In the late 1820s, faced with this barbaric practice, William Bentinck, Governor-General of the East India company, refused to bow to cultural relativism. Instead, he insisted that, under British rule, suttee end. The following passage may be written in the ornate, verbose, polysyllabic style of the 19th century, but the meaning is clear — Indians are people too and it is every moral person’s obligation to steer them away from barbarism:
The first and primary object of my heart is the benefit of the Hindus. I know nothing so important to the improvement of their future condition as the establishment of a purer morality, whatever their belief, and a more just conception of the will of God. The first step to this better understanding will be dissociation of religious belief and practice from blood and murder. They will then, when no longer under this brutalizing excitement, view with more calmness acknowledged truths. They will see that there can be no inconsistency in the ways of Providence, that to the command received as divine by all races of` men, “No innocent blood shall be spilt,” there can be no exception; and when they shall have been convinced of the error of this first and most criminal of their customs, may it not be hoped that others, which stand in the way of their improvement, may likewise pass away, and that, thus emancipated from those chains and shackles upon their minds and actions, they may no longer continue, as they have done, the slaves of every foreign conqueror, but that they may assume their first places among the great families of mankind? I disown in these remarks, or in this measure, any view whatever to conversion to our own faith. I write and feel as a legislator for the Hindus, and as I believe many enlightened Hindus think and feel.
Descending from these higher considerations, it cannot be a dishonest ambition that the Government of which I form a part should have the credit of an act which is to wash out a foul stain upon British rule, and to stay the sacrifice of humanity and justice to a doubtful expediency; and finally, as a branch of the general administration of the Empire, I may be permitted to feel deeply anxious that our course shall be in accordance with the noble example set to us by the British Government at home, and that the adaptation, when practicable to the circumstances of this vast Indian population, of the same enlightened principles, may promote here as well as there the general prosperity, and may exalt the character of our nation.
Call it enlightened colonialism, if you want. In practice, it meant that Bentinck recognized the Indians’ humanity, and demanded the elevation of their conduct.
In this regard, Bentinck was infinitely better than today’s cultural relativists who refuse to speak out for the millions of women around the world brutalized by Islam’s restrictions, whether those restrictions are the forced wearing of imprisoning clothes, the humiliation of polygamy, the limitations on movement, the imprisonment in homes, the denial of education, or the more extreme physical punishments of genital mutilation, beatings, acid burnings, nose and ear removals, stonings, torture, honor killings and hanging — all of which are routine practices against women across the Muslim world, whether meted out by Muslim governments or just by Muslim men.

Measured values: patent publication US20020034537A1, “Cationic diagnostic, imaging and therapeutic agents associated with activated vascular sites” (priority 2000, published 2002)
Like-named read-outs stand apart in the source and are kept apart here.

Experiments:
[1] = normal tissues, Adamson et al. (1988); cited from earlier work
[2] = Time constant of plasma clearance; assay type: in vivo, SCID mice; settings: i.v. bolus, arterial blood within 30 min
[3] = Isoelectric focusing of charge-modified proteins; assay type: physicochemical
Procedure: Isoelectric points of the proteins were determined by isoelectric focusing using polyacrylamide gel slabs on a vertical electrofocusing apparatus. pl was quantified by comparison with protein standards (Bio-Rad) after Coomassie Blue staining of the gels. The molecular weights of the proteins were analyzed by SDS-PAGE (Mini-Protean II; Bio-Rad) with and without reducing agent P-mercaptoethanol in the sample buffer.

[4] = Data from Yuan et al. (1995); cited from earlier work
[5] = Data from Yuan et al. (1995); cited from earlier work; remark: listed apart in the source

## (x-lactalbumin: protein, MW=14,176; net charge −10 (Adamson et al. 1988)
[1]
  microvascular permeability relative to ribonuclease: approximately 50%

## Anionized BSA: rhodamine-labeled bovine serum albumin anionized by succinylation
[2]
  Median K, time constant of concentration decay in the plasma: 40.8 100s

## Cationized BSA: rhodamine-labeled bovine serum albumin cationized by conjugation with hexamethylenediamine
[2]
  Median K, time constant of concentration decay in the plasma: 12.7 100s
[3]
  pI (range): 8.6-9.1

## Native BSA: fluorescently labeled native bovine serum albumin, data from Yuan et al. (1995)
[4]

Nor is Bentinck’s behavior in India the only example of colonialists trying to end barbaric practices amongst indigenous peoples. For example, one of the things our politically correct schools don’t like to teach children is that many of the indigenous peoples in the Americas were big on human sacrifice.
Take the Aztecs (please). They had a civilization of extraordinary sophistication, one that, in many ways, far surpassed the Europeans. Their cities were bigger, they had glorious architecture, and, unlike European cities, these metropolises were immaculate and well run. The Aztec nation boasted enormous wealth and the social structure was highly complex.
Why, then, were the Spaniards unimpressed? Two reasons. One was undoubtedly the inherent racism of the time. The other, though, was the large scale human sacrifice and cannibalism the Aztecs practiced. The Spaniards may have been warlike and had their Inquisition, but even the Spanish were disgusted by a religious structure that demanded the sacrifice of up to 80,000 people in connection with a single king’s coronation. This made it easy for the racists among them to conclude that the Aztecs were inferior, incapable of salvation, and worthy of conquest.
Surrounding Indian tribes, whose citizens, captured in war, made up the bulk of the sacrifices, were also less than thrilled by the visual beauties of the Aztec kingdom. That’s why, contrary to lessons in public school, Cortez didn’t manage to conquer the entire Aztec nation with just his 167 Spaniards and a few horses. Instead, Cortez was swiftly able to gather many allies anxious to hasten the end of a violent, blood-soaked, totalitarian regime. That small pox jumped into the fray was an unexpected benefit from the Spanish point of view, and simply proved who had the “right” god.
While the racists among the conquistadors may have viewed the Aztecs as deserving of slavery, the more enlightened priests in the company saw them, and the other native populations, as humans who could be saved from the scourge of ritual cannibalism. In this regard, as they pushed for Indian conversion, they acted in precisely the same way as did Bentinck when it came to suttee: they insisted that a common humanity requires us to expect the most of people, not to use their skin color or present circumstances as an excuse to justify the least.
I don’t see any of our liberals recognizing in Muslims the common humanity that the more enlightened English and Christians saw in the East Indians or Native Americans. Instead, our cultural relativists glory in their own superiority. Sure, they’ll bad-mouth their own culture left, right and center, but they know that their respect for women, for gays, and for other people who have traditionally been oppressed, makes them better than other cultures that continue to oppress those same people. In other words, cultural relativism is a fancy phrase for what is, in practice, smug racism.Email This Post To A Friend